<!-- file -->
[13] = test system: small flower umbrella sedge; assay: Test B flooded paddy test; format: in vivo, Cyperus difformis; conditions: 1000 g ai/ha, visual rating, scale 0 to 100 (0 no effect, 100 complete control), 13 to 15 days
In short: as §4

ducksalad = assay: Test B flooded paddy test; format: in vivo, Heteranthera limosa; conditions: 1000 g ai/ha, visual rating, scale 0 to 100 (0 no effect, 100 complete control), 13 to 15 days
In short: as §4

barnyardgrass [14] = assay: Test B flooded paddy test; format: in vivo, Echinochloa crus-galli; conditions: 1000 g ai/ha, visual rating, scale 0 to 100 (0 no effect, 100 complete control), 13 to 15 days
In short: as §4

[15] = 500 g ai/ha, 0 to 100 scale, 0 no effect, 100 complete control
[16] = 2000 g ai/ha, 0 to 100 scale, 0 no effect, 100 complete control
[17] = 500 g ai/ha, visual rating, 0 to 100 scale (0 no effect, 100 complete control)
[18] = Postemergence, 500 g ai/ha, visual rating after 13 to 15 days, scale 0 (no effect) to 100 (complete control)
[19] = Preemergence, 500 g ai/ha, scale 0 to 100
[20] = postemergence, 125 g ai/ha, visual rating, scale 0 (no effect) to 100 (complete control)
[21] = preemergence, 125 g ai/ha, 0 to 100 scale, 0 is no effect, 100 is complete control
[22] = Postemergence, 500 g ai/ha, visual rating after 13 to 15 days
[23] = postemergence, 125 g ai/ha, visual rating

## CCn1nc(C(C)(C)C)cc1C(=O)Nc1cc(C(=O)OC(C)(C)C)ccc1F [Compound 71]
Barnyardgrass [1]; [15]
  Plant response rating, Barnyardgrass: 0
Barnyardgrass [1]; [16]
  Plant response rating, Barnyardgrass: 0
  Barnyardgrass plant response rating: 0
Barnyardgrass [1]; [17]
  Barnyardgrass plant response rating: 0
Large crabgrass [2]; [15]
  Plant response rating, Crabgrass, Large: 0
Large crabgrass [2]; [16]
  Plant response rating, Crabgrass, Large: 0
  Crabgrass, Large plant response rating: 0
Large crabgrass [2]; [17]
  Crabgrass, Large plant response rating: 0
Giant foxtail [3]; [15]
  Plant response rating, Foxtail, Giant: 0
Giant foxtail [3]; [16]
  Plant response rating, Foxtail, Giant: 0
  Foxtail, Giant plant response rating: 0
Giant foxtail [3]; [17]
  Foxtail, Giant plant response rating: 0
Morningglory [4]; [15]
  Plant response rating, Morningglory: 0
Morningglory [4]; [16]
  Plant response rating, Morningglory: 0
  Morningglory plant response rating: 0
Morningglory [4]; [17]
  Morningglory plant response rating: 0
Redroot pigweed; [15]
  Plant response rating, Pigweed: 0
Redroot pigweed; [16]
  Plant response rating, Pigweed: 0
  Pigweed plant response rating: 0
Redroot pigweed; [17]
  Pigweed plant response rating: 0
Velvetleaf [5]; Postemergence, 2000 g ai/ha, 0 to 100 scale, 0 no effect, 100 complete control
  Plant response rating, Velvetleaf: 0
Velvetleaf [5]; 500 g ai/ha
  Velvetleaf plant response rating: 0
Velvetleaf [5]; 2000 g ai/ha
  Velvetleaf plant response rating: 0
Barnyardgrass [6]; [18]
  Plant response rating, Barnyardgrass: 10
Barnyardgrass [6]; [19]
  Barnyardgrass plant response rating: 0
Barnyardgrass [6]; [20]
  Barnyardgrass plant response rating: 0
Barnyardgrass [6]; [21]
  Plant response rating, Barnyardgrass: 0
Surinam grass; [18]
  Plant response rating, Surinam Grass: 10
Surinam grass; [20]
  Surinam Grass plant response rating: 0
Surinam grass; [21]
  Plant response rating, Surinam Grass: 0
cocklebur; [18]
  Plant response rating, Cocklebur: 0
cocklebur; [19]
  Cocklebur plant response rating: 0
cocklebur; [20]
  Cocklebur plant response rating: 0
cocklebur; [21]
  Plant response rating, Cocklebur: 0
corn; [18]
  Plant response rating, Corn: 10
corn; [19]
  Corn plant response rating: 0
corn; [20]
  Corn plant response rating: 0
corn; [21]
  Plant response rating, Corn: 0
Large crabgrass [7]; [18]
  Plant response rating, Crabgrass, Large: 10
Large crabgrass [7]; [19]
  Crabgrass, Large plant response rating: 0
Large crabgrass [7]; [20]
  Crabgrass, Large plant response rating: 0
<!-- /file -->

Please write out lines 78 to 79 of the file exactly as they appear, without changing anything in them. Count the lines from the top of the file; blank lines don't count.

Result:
cocklebur; [21]
  Plant response rating, Cocklebur: 0